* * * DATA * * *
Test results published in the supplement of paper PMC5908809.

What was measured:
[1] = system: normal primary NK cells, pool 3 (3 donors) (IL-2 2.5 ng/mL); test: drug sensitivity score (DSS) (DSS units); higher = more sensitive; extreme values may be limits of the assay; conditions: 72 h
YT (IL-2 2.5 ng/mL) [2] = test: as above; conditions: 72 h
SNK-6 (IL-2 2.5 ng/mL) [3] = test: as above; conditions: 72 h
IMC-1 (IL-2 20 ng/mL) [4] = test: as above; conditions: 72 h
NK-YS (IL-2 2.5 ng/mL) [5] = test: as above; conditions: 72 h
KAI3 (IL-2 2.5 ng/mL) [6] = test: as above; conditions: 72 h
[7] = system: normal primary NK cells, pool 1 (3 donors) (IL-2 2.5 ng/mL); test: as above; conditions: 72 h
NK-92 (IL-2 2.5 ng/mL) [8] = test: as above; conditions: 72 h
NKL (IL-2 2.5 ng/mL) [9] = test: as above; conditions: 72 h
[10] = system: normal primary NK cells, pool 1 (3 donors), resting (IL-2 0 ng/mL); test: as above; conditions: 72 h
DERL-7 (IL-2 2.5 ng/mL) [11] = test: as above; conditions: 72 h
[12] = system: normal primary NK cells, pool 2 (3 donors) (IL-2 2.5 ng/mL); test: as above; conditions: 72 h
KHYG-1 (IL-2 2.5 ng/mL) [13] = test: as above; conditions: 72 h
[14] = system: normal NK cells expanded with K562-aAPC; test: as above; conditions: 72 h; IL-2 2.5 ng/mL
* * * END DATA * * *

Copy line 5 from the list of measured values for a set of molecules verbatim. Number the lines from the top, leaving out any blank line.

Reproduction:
SNK-6 (IL-2 2.5 ng/mL) [3] = test: as above; conditions: 72 h